Creating a sense of confidence is paramount to the work we do. The space we work in is covered by the Convener, but we still need to show up in the space and listen. Our team brings a sense of patience and a willingness to open up. We listen fully and absorb every ounce of information shared with us. In many ways, this is a strategist’s first and primary skill: to shut off the inner dialogue and purely listen.
Your trusted ally, the Confidant hears to listen—instead of simultaneously planning what to say next. The Confidant embodies stillness; listens, observes, and absorbs. Keeping what you hear safe on behalf of another is what gives them a sense of integrity and strength. Look to the Confidant when asked for advice or when others need to share something of importance. The Confidant provides emotional security and comfort.
6// The Seeker
Dare: Be confident and fearless.
Seekers are daring. They are confident and fearless. The Seeker gives us the assuredness we need to take on a daunting challenge and be unafraid to do things differently. I have discovered in my own self-work that I often operate from this archetype. Entrepreneurs are inherent risk-takers, and they must dare in order to be successful.
A boundless explorer, the Seeker bravely sets out on new adventures. The Seeker lives outside his or her comfort zone, acts with confidence and self-assurance. Embody the Seeker when embracing new experiences and daunting challenges, knowing that unfettering your pursuits will eventually lead you to the answer.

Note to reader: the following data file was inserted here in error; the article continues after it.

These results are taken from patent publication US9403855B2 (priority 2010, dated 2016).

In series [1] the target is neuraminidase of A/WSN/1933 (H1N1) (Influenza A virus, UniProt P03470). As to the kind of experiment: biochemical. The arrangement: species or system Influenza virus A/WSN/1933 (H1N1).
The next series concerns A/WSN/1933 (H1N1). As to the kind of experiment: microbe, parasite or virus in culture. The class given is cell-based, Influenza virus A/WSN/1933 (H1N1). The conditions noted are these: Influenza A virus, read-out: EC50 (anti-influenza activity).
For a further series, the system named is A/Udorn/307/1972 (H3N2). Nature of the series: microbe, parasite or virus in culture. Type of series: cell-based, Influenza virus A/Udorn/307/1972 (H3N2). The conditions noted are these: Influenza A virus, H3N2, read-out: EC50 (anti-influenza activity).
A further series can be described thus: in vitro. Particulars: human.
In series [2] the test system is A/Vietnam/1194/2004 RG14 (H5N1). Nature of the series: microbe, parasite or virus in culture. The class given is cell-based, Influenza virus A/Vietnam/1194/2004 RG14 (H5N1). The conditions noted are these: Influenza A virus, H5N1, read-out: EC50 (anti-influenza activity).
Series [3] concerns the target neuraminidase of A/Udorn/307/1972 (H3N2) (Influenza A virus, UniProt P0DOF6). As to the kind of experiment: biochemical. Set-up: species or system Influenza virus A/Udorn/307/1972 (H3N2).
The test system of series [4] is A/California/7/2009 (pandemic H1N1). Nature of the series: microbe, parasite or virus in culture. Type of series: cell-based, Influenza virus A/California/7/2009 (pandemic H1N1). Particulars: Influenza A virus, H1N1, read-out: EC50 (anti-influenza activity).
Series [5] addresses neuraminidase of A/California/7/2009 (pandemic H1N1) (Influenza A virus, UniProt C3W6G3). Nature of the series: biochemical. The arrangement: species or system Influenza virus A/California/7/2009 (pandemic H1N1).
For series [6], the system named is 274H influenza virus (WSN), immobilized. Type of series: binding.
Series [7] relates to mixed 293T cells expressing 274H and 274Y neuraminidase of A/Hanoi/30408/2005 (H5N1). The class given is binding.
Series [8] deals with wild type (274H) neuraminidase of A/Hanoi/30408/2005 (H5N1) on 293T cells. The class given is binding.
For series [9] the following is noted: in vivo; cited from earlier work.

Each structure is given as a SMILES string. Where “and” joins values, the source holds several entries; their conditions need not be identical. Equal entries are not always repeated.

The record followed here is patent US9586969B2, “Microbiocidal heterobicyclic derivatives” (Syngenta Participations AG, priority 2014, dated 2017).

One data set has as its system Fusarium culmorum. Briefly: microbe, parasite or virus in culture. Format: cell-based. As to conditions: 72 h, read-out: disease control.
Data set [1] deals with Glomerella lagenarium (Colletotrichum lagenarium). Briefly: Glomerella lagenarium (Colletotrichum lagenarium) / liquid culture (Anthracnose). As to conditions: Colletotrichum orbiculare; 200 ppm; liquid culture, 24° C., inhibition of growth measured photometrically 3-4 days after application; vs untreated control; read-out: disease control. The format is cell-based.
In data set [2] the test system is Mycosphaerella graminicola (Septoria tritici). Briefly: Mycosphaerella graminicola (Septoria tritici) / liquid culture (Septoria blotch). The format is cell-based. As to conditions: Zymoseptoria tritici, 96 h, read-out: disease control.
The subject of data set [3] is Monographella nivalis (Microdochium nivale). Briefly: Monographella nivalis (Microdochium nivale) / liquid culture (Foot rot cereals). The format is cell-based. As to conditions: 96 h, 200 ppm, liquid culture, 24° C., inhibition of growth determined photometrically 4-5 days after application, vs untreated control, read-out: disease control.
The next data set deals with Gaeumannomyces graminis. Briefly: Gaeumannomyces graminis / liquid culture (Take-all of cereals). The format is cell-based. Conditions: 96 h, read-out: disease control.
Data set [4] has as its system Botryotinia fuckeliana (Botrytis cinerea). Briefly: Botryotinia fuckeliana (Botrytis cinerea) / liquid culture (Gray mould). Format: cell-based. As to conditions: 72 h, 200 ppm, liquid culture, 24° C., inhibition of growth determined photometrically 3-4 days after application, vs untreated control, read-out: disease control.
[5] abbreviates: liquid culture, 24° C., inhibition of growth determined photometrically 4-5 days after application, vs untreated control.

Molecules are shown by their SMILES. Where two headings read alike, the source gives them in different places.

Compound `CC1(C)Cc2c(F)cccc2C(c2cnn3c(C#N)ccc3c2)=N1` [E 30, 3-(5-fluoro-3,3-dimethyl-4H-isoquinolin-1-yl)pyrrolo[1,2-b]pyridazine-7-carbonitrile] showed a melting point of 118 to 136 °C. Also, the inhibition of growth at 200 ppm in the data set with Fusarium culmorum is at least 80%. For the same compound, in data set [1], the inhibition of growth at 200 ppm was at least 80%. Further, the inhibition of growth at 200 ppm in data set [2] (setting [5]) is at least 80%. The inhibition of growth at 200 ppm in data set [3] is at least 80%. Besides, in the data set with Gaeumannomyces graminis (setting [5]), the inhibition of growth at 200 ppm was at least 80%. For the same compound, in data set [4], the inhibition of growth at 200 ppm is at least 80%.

7// The Cultivator
Commit: Nurture with purpose and intentionally grow.
Cultivators have powerful vision. They understand that we commit to things today as a way of getting what we want in the future. Most people get so caught up in the day-to-day that they lose sight of the long game. The Cultivator remembers to maintain a state of empathy for the point he or she is working toward, even if it’s far out on the horizon. In our work with GE, we constantly reminded our team that the work we were doing was bigger than selling more machinery. It was about improving the overall patient experience and potentially having an impact on the lives of those involved.
The Cultivator is committed to developing ideas and is intentional about every action. Through the Cultivator, you can connect everything you do to the development and maintenance of your thoughts and work. When something feels daunting and protracted, look to the Cultivator to provide perspective and leadership. Naturally gifted at seeing the greater purpose, the Cultivator knows what it takes to reap what he or she has sown.
**Excerpted from Applied Empathy by Michael Ventura. Copyright © 2018 by Seed Communications, LLC d/b/a Sub Rosa. Excerpted with permission by Touchstone, an imprint of Simon & Schuster, Inc.